From Cell Phone to iPhone

From Gary Cope:

Your current two-year cell phone contract is about to expire and you are thinking about dumping your brick-sized flip phone with that one button that works only occasionally. This is your opportunity to get a new cell phone, but like the Sprint CEO says in his commercials, can you believe we still call these cell phones given all that they can do?

A screen capture of Gary Cope sending Handshake 2.0 a Tweet using Twitterific, an iPhone Twitter app In April, I made the switch from a Sprint flip phone to an iPhone, which is available exclusively on the AT&T network. I love the iPhone because it makes doing just about everything easier. Setting up and checking multiple e-mail accounts is a breeze; surfing the Web is as simple as hitting the Safari button; and text messaging is quick, easy and displayed in a chat format. All of this is done by simply touching the screen. And of course, my favorite use is entertaining my 3-year-old son with the Bubble Wrap app.

Speaking of "apps." You can download thousands of applications from games (air hockey is my current favorite) and social networking (Facebook and MySpace), to fitness programs like iPump Total Fitness, which I use at the gym to track my strength training. There are also plenty of business-related apps to track your travel expenses, record voice memos and much more. You can either download the apps directly from your iPhone, or use iTunes to download them and then sync them to your iPhone.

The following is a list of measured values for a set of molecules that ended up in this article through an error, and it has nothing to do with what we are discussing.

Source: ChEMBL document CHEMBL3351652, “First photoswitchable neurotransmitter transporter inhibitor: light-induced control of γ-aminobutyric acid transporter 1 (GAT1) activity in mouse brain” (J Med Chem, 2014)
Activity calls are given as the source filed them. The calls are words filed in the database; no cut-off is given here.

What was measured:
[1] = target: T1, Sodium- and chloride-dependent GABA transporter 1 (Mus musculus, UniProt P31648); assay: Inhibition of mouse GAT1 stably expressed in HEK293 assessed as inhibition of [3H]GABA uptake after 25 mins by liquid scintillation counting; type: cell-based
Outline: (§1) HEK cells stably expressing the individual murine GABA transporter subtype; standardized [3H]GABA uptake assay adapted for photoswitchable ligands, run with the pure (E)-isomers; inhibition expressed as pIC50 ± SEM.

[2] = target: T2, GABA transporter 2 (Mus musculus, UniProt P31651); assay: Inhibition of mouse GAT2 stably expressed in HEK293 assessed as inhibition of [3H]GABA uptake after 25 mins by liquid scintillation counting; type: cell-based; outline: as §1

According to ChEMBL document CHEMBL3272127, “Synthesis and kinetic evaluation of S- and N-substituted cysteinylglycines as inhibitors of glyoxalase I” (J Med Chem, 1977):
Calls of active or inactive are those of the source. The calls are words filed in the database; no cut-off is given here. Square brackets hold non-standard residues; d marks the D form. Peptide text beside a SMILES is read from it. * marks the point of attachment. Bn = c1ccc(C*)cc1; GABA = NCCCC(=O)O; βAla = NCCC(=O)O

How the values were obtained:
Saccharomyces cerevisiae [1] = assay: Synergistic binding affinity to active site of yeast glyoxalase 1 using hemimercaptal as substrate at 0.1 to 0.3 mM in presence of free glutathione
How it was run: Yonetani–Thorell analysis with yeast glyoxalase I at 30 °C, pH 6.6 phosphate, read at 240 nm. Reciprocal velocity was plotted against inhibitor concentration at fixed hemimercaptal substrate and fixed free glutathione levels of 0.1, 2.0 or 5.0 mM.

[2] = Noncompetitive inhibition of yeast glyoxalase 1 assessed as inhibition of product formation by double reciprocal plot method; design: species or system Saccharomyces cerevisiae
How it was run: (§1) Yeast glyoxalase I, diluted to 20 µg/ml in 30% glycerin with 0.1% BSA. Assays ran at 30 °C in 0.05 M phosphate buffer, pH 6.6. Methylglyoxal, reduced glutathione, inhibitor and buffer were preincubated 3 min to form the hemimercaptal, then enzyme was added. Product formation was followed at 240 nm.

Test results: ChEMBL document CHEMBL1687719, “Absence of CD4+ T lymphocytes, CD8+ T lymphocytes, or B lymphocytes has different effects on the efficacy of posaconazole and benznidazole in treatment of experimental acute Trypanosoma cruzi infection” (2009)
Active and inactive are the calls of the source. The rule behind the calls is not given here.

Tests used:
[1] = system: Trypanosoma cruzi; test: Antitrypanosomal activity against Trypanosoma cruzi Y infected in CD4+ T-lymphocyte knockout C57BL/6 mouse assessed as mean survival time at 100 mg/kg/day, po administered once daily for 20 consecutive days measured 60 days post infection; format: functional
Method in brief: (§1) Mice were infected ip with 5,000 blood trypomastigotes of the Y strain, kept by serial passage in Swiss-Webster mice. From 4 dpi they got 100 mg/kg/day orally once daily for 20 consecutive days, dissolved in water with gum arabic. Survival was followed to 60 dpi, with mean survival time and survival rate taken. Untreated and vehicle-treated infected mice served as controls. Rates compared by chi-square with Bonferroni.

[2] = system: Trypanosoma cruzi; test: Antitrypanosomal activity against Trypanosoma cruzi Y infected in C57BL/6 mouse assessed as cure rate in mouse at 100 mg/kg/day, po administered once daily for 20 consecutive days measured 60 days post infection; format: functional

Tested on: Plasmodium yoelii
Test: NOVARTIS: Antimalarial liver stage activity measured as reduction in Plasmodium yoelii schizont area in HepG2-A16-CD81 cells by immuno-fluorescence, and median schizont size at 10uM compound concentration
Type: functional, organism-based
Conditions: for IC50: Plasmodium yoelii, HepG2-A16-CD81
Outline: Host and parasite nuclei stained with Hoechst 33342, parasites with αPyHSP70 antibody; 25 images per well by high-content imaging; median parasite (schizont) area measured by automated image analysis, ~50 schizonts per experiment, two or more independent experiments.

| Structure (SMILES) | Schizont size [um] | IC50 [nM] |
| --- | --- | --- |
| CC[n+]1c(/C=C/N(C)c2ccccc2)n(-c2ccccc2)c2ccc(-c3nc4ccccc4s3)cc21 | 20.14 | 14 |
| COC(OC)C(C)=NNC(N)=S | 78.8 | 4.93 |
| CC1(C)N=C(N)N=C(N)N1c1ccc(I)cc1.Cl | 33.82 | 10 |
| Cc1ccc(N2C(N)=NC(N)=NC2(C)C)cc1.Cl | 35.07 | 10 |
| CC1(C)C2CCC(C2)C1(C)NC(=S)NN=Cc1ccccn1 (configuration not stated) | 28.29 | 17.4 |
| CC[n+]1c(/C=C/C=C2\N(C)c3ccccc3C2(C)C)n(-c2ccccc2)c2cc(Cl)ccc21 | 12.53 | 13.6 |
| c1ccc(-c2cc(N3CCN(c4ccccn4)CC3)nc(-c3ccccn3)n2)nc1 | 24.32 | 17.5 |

As a former BlackBerry® user, I can honestly say that BlackBerrys, at least a couple of years ago, do not compare to the iPhone. All that being said, I'm giving serious consideration to abandoning my beloved tech toy for two reasons: 1) The AT&T service in the Roanoke and New River Valleys is not very good, and 2) I loathe the fact that the iPhone cannot send or receive video or picture messages. If someone sends me a video or picture message, I have to go to AT&T Multimedia Messaging and enter a randomly generated username and password, which more than half the time does not work.

So, while I love the iPhone, AT&T's lack of coverage in this area, coupled with Apple's and AT&T's unwillingness to improve the functionality of the iPhone, is wearing on my patience. Personally, I am seriously considering switching to Verizon's network, which all of my family and friends have, and giving the new BlackBerry Storm or LG Voyagers a shot. In a more AT&T-friendly region, the iPhone is unbeatable, but I need a reliable network first and foremost and that's enough to spur me to switch to a new carrier.

Gary Cope operates Southwest Virginia Bloggers, a centralized blog site offering a wide range of topics related to Southwest Virginia.  Cope is founder and president of CWI Media & Marketing, managing editor of VTHokieFans.com, and authors a personal blog titled My Life on the Z List.

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Comments

  1. Thanks so much for allowing me to write a guest post on Handshake 2.0! It was an honor and a privilege and I look forward to future opportunities – especially if I do indeed give up the iPhone for the new BlacksBerry Storm, or another Verizon-powered gadget.